It has been two years since the U.S. Drug Enforcement Administration announced that it would allow more cannabis growers other than the University of Mississippi to cultivate marijuana for research purposes. But the licensing process for this expansion, which was initiated under the Obama administration, has been jammed up indefinitely ever since U.S. Attorney General Jeff Sessions took the reins at the Justice Department.
President Trump’s leading law enforcement henchman said earlier this year, “there may well be some benefits to medical marijuana, and it’s perfectly appropriate to study it,” but still he refuses to allow the additional cultivation applications to be dealt with.
Lawmakers have sent the attorney general a number of letters urging him to take action. The latest correspondence, which was signed by Senators Kamala Harris of California and Orrin Hatch of Utah, said, “it is imperative that our nation’s brightest scientists have access to diverse types of federally-approved, research-grade marijuana to research both its adverse and therapeutic effects.”
Sessions has continued to ignore those communications.
It is for this reason that U.S. Representative Matt Gaetz introduced the Medical Cannabis Research Act. The bill is modest by design, as it would only serve to bypass the Department of Justice on the research marijuana licensing deal and put the job in the hands of Congress. The House Judiciary Committee, which is responsible for the drug enforcement efforts of the federal government, recently approved the measure. If it goes the distance, medical marijuana research in the United States could make significant strides from where it has stood for more than the past five decades.
“For too long, Congress has faced a dilemma with cannabis-related legislation: we cannot reform cannabis law without researching its safety, its efficacy, and its medical uses — but we cannot perform this critical research without first reforming cannabis law,” Gaetz said in a statement following the bill’s approval.
“The Medical Cannabis Research Act helps break that logjam, allowing researchers to study medical cannabis without fear of legal jeopardy,” he continued. “This vote will help unlock American innovation and discovery, and help researchers bring the cures of the future a little closer to reality.”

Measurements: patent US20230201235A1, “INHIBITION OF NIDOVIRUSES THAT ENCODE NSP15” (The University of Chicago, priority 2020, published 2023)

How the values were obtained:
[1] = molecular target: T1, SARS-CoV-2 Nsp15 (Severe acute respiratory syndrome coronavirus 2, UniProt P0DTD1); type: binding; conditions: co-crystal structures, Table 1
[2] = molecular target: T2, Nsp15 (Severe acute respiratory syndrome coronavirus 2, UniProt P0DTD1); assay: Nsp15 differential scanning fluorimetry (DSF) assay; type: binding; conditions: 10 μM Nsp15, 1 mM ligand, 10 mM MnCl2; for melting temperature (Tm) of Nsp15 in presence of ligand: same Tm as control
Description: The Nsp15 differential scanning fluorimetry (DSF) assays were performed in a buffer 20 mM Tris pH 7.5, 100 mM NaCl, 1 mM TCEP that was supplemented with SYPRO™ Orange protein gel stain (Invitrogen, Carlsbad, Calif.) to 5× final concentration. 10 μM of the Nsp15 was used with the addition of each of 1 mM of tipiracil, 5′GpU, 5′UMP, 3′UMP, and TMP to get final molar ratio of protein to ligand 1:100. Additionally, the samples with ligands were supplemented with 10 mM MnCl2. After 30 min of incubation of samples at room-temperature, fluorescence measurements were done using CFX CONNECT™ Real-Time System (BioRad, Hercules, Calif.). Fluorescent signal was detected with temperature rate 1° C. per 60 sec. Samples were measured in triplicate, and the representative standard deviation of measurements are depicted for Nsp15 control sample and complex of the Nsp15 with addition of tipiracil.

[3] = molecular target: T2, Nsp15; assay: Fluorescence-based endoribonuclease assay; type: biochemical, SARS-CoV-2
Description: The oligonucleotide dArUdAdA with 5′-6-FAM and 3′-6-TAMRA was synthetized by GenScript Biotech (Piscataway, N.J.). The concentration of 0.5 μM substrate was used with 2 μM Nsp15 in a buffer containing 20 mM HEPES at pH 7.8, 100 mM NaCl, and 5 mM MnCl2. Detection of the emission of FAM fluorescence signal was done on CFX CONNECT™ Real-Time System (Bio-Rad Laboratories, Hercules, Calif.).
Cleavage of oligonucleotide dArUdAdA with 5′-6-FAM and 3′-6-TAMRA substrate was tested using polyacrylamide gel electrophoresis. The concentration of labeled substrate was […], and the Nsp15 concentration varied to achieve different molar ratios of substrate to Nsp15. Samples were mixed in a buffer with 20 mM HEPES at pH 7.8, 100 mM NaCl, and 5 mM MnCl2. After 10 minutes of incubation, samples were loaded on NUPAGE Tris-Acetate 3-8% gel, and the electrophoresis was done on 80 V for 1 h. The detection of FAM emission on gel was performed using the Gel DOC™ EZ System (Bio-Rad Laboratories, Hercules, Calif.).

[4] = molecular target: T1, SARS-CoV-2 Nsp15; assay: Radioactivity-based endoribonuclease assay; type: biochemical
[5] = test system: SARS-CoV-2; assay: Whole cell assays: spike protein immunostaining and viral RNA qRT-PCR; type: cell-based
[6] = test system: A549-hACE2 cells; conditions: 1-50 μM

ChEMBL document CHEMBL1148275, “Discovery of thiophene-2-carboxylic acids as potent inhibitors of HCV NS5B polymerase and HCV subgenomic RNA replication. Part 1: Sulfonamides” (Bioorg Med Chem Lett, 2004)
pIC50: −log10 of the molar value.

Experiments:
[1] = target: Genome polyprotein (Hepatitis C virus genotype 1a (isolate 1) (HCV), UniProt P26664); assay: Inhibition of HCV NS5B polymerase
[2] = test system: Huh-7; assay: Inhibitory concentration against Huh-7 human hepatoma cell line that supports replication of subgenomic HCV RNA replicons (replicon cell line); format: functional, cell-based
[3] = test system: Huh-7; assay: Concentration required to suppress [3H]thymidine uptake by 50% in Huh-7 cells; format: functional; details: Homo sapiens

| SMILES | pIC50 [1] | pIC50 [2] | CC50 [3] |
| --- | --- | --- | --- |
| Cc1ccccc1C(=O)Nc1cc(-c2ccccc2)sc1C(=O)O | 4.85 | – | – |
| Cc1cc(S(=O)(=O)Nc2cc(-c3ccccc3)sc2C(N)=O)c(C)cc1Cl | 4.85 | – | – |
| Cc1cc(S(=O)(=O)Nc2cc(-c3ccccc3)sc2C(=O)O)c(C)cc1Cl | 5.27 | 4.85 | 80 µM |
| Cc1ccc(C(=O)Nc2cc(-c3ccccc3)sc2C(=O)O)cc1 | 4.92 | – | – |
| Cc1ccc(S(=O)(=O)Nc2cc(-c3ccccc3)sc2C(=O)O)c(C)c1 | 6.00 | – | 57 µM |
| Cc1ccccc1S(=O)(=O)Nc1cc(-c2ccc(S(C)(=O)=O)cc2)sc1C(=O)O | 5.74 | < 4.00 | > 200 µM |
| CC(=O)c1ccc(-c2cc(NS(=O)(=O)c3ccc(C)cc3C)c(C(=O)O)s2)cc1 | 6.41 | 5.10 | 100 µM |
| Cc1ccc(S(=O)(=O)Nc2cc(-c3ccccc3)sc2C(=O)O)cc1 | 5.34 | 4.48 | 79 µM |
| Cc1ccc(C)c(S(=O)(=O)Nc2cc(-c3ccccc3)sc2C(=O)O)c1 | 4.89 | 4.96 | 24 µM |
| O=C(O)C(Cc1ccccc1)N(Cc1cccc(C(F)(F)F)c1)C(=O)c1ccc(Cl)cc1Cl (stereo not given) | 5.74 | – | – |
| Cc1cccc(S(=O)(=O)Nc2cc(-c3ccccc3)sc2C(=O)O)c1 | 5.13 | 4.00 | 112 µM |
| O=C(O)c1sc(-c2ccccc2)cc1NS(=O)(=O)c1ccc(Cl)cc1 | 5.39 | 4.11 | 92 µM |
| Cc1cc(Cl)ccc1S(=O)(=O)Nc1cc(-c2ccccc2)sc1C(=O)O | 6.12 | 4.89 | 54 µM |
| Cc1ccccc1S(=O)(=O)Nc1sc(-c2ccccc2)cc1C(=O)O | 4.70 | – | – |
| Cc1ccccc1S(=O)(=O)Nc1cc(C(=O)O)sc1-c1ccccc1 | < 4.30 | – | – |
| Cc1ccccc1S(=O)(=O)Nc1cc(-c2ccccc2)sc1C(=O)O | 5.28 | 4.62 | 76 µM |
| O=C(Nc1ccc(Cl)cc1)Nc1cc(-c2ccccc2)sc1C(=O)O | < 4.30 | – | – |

In the weeks leading up to the hearing, cannabis advocates argued that while the bill would bringing about some important changes in the grand scheme of marijuana research, they were not pleased by a provision tucked inside of it that would prohibit anyone with a “conviction for a felony or drug-related misdemeanor” from qualifying for a license.
The issue came to a head prior to the vote, where the combined written testimony from groups like the American Civil Liberties Union, Human Rights Watch and the Drug Policy Alliance said, “there is no legitimate health or public safety justification for the inclusion of this language.”
“We urge you to strike this unnecessary, punitive ban on individuals with previous drug law violations,” the statement read.
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Ultimately, a compromise was made. The bill continues to ban felons from becoming a cannabis grower for the federal government, but those with a “drug-related misdemeanor” could still apply. Not all lawmakers were onboard with the idea of eliminating these restrictions, but in the end the compromise was kept in the final bill.
Interestingly, Representative Gaetz, who drafted the bill, testified before the committee that the drug conviction aspect was not included in his original draft. He told committee members that he was urged by people connected to the cannabis industry to incorporate the langue in an effort to prevent riff-raff from having a shot on a license.
The bill, which also includes permission for doctors employed with the Department of Veterans Affairs to discuss medical marijuana with their patients, now heads to the House floor. A seperate House committee recently eliminated this permission from a VA funding proposal.